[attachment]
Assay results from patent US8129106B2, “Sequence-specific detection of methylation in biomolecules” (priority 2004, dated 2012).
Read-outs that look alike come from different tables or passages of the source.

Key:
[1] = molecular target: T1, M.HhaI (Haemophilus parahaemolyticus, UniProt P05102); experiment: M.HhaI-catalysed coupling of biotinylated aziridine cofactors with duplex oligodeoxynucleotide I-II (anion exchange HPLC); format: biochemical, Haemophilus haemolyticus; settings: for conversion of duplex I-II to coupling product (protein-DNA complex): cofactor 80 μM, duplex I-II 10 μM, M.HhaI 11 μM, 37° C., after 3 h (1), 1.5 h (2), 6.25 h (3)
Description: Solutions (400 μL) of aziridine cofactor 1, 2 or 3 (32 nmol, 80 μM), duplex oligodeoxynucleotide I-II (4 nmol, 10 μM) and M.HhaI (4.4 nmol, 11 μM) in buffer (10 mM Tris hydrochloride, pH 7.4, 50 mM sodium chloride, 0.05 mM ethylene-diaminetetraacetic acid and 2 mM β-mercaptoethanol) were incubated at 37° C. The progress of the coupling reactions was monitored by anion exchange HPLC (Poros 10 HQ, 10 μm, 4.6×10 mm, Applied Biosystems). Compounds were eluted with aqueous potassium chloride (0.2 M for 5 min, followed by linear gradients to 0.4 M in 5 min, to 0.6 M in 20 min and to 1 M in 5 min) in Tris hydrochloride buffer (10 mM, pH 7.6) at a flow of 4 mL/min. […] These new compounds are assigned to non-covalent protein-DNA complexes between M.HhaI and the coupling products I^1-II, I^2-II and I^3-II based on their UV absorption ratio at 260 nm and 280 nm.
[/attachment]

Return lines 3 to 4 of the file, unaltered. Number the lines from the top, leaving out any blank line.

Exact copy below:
Key:
[1] = molecular target: T1, M.HhaI (Haemophilus parahaemolyticus, UniProt P05102); experiment: M.HhaI-catalysed coupling of biotinylated aziridine cofactors with duplex oligodeoxynucleotide I-II (anion exchange HPLC); format: biochemical, Haemophilus haemolyticus; settings: for conversion of duplex I-II to coupling product (protein-DNA complex): cofactor 80 μM, duplex I-II 10 μM, M.HhaI 11 μM, 37° C., after 3 h (1), 1.5 h (2), 6.25 h (3)